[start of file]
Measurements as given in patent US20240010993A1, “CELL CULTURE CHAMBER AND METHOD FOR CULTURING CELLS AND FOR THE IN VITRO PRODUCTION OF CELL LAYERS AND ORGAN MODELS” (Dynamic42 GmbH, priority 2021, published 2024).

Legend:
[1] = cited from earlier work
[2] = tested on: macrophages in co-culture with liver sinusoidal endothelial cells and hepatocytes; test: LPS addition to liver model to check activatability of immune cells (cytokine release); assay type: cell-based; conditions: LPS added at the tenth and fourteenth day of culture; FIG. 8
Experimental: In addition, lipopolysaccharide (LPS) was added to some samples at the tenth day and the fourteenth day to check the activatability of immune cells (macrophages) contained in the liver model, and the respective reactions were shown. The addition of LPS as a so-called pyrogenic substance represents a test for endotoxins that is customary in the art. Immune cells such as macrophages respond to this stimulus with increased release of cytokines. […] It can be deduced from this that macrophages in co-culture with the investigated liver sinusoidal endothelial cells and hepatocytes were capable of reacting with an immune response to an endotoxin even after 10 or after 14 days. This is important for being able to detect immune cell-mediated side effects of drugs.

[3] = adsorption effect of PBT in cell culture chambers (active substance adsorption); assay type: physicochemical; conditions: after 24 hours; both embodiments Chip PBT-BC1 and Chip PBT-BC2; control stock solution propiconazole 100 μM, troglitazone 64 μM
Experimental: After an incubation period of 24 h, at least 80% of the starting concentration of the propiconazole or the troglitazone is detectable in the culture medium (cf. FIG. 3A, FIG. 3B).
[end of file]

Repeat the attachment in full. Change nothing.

Measurements as given in patent US20240010993A1, “CELL CULTURE CHAMBER AND METHOD FOR CULTURING CELLS AND FOR THE IN VITRO PRODUCTION OF CELL LAYERS AND ORGAN MODELS” (Dynamic42 GmbH, priority 2021, published 2024).

Legend:
[1] = cited from earlier work
[2] = tested on: macrophages in co-culture with liver sinusoidal endothelial cells and hepatocytes; test: LPS addition to liver model to check activatability of immune cells (cytokine release); assay type: cell-based; conditions: LPS added at the tenth and fourteenth day of culture; FIG. 8
Experimental: In addition, lipopolysaccharide (LPS) was added to some samples at the tenth day and the fourteenth day to check the activatability of immune cells (macrophages) contained in the liver model, and the respective reactions were shown. The addition of LPS as a so-called pyrogenic substance represents a test for endotoxins that is customary in the art. Immune cells such as macrophages respond to this stimulus with increased release of cytokines. […] It can be deduced from this that macrophages in co-culture with the investigated liver sinusoidal endothelial cells and hepatocytes were capable of reacting with an immune response to an endotoxin even after 10 or after 14 days. This is important for being able to detect immune cell-mediated side effects of drugs.

[3] = adsorption effect of PBT in cell culture chambers (active substance adsorption); assay type: physicochemical; conditions: after 24 hours; both embodiments Chip PBT-BC1 and Chip PBT-BC2; control stock solution propiconazole 100 μM, troglitazone 64 μM
Experimental: After an incubation period of 24 h, at least 80% of the starting concentration of the propiconazole or the troglitazone is detectable in the culture medium (cf. FIG. 3A, FIG. 3B).